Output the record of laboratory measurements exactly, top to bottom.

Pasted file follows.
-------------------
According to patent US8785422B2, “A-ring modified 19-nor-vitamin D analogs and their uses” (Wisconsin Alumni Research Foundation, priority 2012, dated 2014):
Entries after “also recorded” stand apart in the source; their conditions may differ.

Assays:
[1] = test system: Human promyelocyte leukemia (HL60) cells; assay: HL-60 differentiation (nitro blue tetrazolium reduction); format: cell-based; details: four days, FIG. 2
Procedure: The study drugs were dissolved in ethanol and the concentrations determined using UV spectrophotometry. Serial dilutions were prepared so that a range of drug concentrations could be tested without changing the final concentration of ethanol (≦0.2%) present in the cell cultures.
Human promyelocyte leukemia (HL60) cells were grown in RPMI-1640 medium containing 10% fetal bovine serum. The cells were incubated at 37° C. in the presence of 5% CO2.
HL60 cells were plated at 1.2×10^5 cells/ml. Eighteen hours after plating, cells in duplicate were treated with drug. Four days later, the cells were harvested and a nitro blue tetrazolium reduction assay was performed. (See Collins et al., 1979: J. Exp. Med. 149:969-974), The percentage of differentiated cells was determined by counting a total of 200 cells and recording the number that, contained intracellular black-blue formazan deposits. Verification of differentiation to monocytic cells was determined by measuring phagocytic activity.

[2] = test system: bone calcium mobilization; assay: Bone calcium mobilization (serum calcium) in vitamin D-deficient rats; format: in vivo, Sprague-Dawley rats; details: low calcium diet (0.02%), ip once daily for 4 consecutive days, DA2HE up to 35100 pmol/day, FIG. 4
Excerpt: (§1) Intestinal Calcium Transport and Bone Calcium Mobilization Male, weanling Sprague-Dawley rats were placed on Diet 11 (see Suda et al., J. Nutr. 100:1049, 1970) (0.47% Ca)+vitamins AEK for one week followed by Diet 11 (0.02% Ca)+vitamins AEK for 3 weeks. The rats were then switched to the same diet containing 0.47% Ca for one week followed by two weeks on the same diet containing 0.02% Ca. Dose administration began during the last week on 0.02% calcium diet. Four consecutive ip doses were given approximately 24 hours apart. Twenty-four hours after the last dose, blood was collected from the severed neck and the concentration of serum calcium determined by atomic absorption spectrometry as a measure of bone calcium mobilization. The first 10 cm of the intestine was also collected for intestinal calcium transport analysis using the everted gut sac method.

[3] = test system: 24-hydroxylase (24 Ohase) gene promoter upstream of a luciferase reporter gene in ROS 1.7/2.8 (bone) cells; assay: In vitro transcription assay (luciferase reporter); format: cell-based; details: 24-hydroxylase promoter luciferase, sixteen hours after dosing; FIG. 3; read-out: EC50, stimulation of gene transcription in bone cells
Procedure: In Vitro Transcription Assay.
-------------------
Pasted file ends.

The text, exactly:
According to patent US8785422B2, “A-ring modified 19-nor-vitamin D analogs and their uses” (Wisconsin Alumni Research Foundation, priority 2012, dated 2014):
Entries after “also recorded” stand apart in the source; their conditions may differ.

Assays:
[1] = test system: Human promyelocyte leukemia (HL60) cells; assay: HL-60 differentiation (nitro blue tetrazolium reduction); format: cell-based; details: four days, FIG. 2
Procedure: The study drugs were dissolved in ethanol and the concentrations determined using UV spectrophotometry. Serial dilutions were prepared so that a range of drug concentrations could be tested without changing the final concentration of ethanol (≦0.2%) present in the cell cultures.
Human promyelocyte leukemia (HL60) cells were grown in RPMI-1640 medium containing 10% fetal bovine serum. The cells were incubated at 37° C. in the presence of 5% CO2.
HL60 cells were plated at 1.2×10^5 cells/ml. Eighteen hours after plating, cells in duplicate were treated with drug. Four days later, the cells were harvested and a nitro blue tetrazolium reduction assay was performed. (See Collins et al., 1979: J. Exp. Med. 149:969-974), The percentage of differentiated cells was determined by counting a total of 200 cells and recording the number that, contained intracellular black-blue formazan deposits. Verification of differentiation to monocytic cells was determined by measuring phagocytic activity.

[2] = test system: bone calcium mobilization; assay: Bone calcium mobilization (serum calcium) in vitamin D-deficient rats; format: in vivo, Sprague-Dawley rats; details: low calcium diet (0.02%), ip once daily for 4 consecutive days, DA2HE up to 35100 pmol/day, FIG. 4
Excerpt: (§1) Intestinal Calcium Transport and Bone Calcium Mobilization Male, weanling Sprague-Dawley rats were placed on Diet 11 (see Suda et al., J. Nutr. 100:1049, 1970) (0.47% Ca)+vitamins AEK for one week followed by Diet 11 (0.02% Ca)+vitamins AEK for 3 weeks. The rats were then switched to the same diet containing 0.47% Ca for one week followed by two weeks on the same diet containing 0.02% Ca. Dose administration began during the last week on 0.02% calcium diet. Four consecutive ip doses were given approximately 24 hours apart. Twenty-four hours after the last dose, blood was collected from the severed neck and the concentration of serum calcium determined by atomic absorption spectrometry as a measure of bone calcium mobilization. The first 10 cm of the intestine was also collected for intestinal calcium transport analysis using the everted gut sac method.

[3] = test system: 24-hydroxylase (24 Ohase) gene promoter upstream of a luciferase reporter gene in ROS 1.7/2.8 (bone) cells; assay: In vitro transcription assay (luciferase reporter); format: cell-based; details: 24-hydroxylase promoter luciferase, sixteen hours after dosing; FIG. 3; read-out: EC50, stimulation of gene transcription in bone cells
Procedure: In Vitro Transcription Assay.